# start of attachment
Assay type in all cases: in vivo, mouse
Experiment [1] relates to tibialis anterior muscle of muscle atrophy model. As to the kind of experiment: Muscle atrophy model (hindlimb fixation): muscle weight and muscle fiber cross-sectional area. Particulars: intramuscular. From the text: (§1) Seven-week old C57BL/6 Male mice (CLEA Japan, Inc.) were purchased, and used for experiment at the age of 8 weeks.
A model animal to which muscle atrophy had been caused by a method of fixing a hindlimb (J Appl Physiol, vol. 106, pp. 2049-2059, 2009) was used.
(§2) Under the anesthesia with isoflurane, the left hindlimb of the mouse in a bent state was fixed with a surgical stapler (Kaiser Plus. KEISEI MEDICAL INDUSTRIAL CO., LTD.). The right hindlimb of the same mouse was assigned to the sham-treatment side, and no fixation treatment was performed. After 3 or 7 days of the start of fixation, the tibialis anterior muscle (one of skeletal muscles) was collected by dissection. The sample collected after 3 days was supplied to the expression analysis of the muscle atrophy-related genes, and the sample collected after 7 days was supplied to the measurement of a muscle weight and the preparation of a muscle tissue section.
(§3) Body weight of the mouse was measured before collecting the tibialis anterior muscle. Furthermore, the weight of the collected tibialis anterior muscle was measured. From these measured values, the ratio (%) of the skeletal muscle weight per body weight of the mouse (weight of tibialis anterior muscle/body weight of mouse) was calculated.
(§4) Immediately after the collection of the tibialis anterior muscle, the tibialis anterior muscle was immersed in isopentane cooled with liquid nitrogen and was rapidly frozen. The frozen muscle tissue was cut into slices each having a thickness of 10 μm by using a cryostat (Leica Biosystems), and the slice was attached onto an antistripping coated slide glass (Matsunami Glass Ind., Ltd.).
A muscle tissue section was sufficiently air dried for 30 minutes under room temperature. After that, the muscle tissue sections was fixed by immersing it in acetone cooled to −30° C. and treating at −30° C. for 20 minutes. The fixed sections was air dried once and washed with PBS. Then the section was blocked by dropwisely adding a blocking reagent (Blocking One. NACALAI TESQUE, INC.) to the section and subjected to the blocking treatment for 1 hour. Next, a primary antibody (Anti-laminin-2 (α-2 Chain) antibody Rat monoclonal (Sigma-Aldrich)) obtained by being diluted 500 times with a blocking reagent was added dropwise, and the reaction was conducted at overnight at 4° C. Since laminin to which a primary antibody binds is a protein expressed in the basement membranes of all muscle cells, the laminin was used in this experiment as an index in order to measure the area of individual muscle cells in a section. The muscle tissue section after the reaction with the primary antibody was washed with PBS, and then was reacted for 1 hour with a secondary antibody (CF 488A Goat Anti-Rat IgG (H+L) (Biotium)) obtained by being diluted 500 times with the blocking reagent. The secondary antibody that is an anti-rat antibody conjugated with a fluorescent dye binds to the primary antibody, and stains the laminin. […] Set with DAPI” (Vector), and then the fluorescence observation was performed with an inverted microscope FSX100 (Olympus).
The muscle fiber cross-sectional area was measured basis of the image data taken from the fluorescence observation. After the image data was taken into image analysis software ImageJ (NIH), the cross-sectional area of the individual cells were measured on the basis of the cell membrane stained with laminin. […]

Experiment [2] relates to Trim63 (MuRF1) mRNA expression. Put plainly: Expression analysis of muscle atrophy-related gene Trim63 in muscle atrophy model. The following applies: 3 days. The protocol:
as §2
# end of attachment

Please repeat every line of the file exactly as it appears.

Assay type in all cases: in vivo, mouse
Experiment [1] relates to tibialis anterior muscle of muscle atrophy model. As to the kind of experiment: Muscle atrophy model (hindlimb fixation): muscle weight and muscle fiber cross-sectional area. Particulars: intramuscular. From the text: (§1) Seven-week old C57BL/6 Male mice (CLEA Japan, Inc.) were purchased, and used for experiment at the age of 8 weeks.
A model animal to which muscle atrophy had been caused by a method of fixing a hindlimb (J Appl Physiol, vol. 106, pp. 2049-2059, 2009) was used.
(§2) Under the anesthesia with isoflurane, the left hindlimb of the mouse in a bent state was fixed with a surgical stapler (Kaiser Plus. KEISEI MEDICAL INDUSTRIAL CO., LTD.). The right hindlimb of the same mouse was assigned to the sham-treatment side, and no fixation treatment was performed. After 3 or 7 days of the start of fixation, the tibialis anterior muscle (one of skeletal muscles) was collected by dissection. The sample collected after 3 days was supplied to the expression analysis of the muscle atrophy-related genes, and the sample collected after 7 days was supplied to the measurement of a muscle weight and the preparation of a muscle tissue section.
(§3) Body weight of the mouse was measured before collecting the tibialis anterior muscle. Furthermore, the weight of the collected tibialis anterior muscle was measured. From these measured values, the ratio (%) of the skeletal muscle weight per body weight of the mouse (weight of tibialis anterior muscle/body weight of mouse) was calculated.
(§4) Immediately after the collection of the tibialis anterior muscle, the tibialis anterior muscle was immersed in isopentane cooled with liquid nitrogen and was rapidly frozen. The frozen muscle tissue was cut into slices each having a thickness of 10 μm by using a cryostat (Leica Biosystems), and the slice was attached onto an antistripping coated slide glass (Matsunami Glass Ind., Ltd.).
A muscle tissue section was sufficiently air dried for 30 minutes under room temperature. After that, the muscle tissue sections was fixed by immersing it in acetone cooled to −30° C. and treating at −30° C. for 20 minutes. The fixed sections was air dried once and washed with PBS. Then the section was blocked by dropwisely adding a blocking reagent (Blocking One. NACALAI TESQUE, INC.) to the section and subjected to the blocking treatment for 1 hour. Next, a primary antibody (Anti-laminin-2 (α-2 Chain) antibody Rat monoclonal (Sigma-Aldrich)) obtained by being diluted 500 times with a blocking reagent was added dropwise, and the reaction was conducted at overnight at 4° C. Since laminin to which a primary antibody binds is a protein expressed in the basement membranes of all muscle cells, the laminin was used in this experiment as an index in order to measure the area of individual muscle cells in a section. The muscle tissue section after the reaction with the primary antibody was washed with PBS, and then was reacted for 1 hour with a secondary antibody (CF 488A Goat Anti-Rat IgG (H+L) (Biotium)) obtained by being diluted 500 times with the blocking reagent. The secondary antibody that is an anti-rat antibody conjugated with a fluorescent dye binds to the primary antibody, and stains the laminin. […] Set with DAPI” (Vector), and then the fluorescence observation was performed with an inverted microscope FSX100 (Olympus).
The muscle fiber cross-sectional area was measured basis of the image data taken from the fluorescence observation. After the image data was taken into image analysis software ImageJ (NIH), the cross-sectional area of the individual cells were measured on the basis of the cell membrane stained with laminin. […]

Experiment [2] relates to Trim63 (MuRF1) mRNA expression. Put plainly: Expression analysis of muscle atrophy-related gene Trim63 in muscle atrophy model. The following applies: 3 days. The protocol:
as §2